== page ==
Similarly, constant evaluation of customer creditworthiness helps in reducing debts. Periodic evaluation of operating expenses, leasing-renting over purchasing, and many more. Reducing debts and keeping a good credit rating helps in raising cash reserves from potential investors. The exact methods vary from business to business, but the underlying theme is to always focus on positive cash flow and to build a corpus fund specially marked for economic downturns.
Rekindle the customer relation
Customer service shouldn’t just be a department, it should be the entire company.
The most prominent advocates of a brand are its customers. That’s a no brainer. A business might spend millions of dollars on a rockstar or starlet endorsing its products. Still, nothing beats the right word put by a customer to a potential customer. Since the endorsement comes from trust, customer feedback or approvals are the key to a business surviving. During a downturn, more so. Just like your organization, a customer might be going through a downturn himself. Personally or at an organization level. Find out how they would like their products and services better served, put yourself in their shoes and reimagine different, better and effective ways of providing services. A knee jerk reaction would be to reduce marketing budgets during a crisis. Still, effective marketing is always required irrespective of the downturn. This helps in spreading the word about your product and service and helps win new business.
A restructuring of an organization is always a difficult time and delicate.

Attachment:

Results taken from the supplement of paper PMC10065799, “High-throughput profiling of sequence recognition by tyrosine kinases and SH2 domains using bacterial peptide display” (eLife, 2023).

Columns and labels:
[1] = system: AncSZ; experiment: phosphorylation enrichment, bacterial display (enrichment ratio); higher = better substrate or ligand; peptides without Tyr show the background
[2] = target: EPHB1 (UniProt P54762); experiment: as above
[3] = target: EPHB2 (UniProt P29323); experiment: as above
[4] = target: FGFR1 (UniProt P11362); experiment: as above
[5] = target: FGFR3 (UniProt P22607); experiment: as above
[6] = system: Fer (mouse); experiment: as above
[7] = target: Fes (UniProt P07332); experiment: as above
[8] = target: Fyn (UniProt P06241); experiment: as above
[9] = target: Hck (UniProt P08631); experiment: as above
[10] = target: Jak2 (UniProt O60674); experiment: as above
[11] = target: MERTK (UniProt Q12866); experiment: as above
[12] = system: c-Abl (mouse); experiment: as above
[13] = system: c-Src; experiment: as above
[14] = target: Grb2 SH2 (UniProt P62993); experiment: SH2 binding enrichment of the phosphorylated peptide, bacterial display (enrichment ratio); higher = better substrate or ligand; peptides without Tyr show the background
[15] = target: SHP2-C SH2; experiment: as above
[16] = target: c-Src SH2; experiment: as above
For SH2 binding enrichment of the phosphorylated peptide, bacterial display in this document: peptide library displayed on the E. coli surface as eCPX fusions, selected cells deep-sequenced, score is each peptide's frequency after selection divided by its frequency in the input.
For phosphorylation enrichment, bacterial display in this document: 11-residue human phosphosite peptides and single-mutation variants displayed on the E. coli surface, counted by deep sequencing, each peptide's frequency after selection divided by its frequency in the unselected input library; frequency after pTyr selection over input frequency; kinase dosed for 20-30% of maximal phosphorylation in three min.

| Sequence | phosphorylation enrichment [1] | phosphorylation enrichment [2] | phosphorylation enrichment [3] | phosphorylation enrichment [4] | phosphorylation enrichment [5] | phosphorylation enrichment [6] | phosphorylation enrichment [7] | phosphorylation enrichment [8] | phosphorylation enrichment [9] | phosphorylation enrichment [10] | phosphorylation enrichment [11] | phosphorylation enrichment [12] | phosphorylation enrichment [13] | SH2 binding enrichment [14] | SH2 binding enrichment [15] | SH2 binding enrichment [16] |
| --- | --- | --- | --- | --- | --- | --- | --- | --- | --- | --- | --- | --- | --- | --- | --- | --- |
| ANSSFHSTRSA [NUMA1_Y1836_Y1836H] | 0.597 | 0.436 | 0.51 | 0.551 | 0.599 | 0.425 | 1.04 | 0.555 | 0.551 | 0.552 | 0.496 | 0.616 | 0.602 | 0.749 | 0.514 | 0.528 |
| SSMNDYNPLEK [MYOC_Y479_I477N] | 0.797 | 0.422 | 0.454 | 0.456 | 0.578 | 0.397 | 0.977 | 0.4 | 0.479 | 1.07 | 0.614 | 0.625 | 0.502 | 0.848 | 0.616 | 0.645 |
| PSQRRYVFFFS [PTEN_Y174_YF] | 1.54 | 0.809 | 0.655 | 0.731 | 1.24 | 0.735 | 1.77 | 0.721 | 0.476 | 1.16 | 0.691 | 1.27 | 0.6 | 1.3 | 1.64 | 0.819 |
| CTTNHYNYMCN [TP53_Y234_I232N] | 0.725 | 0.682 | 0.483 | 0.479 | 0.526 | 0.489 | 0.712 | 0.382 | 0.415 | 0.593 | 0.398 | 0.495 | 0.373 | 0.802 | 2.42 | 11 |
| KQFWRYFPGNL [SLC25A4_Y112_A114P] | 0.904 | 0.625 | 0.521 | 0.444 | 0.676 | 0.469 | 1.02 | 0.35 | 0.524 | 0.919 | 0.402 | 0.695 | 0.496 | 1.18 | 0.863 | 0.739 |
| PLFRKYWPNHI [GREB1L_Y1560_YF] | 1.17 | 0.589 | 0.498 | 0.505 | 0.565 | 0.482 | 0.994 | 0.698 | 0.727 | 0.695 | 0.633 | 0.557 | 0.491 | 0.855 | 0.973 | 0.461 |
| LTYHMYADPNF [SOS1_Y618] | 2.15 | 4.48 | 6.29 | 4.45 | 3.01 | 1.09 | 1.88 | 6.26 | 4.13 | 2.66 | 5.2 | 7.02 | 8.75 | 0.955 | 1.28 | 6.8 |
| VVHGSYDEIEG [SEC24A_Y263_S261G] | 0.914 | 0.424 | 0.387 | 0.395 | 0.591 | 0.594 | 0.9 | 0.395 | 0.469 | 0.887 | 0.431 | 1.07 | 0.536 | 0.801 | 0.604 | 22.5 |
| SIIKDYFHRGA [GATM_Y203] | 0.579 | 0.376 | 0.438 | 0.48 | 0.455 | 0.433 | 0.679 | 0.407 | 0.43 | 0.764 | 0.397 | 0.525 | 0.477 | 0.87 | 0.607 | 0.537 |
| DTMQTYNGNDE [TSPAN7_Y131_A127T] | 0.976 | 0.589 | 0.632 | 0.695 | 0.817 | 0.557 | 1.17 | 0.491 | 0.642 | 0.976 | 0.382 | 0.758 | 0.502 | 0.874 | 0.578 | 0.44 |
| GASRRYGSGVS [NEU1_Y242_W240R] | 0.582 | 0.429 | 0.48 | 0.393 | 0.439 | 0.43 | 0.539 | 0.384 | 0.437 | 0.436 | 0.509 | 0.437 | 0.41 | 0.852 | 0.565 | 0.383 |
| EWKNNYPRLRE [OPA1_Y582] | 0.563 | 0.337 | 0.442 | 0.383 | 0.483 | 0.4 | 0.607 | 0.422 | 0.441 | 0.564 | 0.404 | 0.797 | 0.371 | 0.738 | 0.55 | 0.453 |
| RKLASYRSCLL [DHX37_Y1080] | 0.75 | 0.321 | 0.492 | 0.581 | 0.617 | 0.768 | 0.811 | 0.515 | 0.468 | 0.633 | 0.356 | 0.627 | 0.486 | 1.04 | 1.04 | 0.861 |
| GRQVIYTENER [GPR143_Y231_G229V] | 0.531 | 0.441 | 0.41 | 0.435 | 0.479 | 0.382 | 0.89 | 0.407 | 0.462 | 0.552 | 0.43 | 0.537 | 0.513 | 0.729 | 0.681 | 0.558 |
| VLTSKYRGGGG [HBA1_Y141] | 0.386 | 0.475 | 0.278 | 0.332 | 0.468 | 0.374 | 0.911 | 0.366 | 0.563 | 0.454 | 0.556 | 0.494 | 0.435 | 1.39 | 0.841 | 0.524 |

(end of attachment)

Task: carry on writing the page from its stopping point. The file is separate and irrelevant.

The best part of a downturn (Yes, such a thing exists! ) for a business is, it forces an organization to look inwards, which is long overdue. All too often, the bottom line and sales figures take up the entire vision. It’s easy to lose track of how an organization reached there. In the journey leading up to this stage, a business inevitably ends up bloating across entire divisions.
E.g., Stale process, unnecessary holdings, unused inventory, multiple threads of hierarchy, unnecessary expenditure, expensive way of execution when a cheaper alternative is available, etc.
All end up dragging an organization in unseen ways. Internal restructuring of an organization helps in weeding out all these. By restructuring the organization internally, new ideas, products can be conceived, which in turn drives growth. An organization is thus able to trim down and handle the downturn effectively.
Quality means doing it right when no one is looking.
Finally, there is no substitute for a good quality product or service. Granted, that is not the only thing required for a successful business. But if there is a constant variable in the entire equation of business, then that’s quality. There is no substitute for that, and there is no compromise on that. A game-changing, good quality product or service will survive any rough weather. A good quality product builds an enduring brand that outlasts any economic cycle. Focussing on quality should be in the DNA of the company. Adaptation of Technology is an essential way of putting quality in the center of your business. By staying committed to quality even during downturns, a business earns the trust and in turn goodwill of its customers
Recessions are part of the cyclic nature of business. Maybe Its effects can be mitigated. Perhaps its onset can be delayed. Its impact can be reduced, but it’s inevitable. A combination of strategies like avoiding wasteful expenditure, smart spending, lean and trim organizational processes, and reduced debt are proactive steps to shield an organization from an economic downturn. Having an ear to the ground and continually innovating helps an organization to stay ahead of the curve. The key is to be proactive and smart. As an ancient proverb says.
The best time to plant a tree was 20 years ago. The second best time is now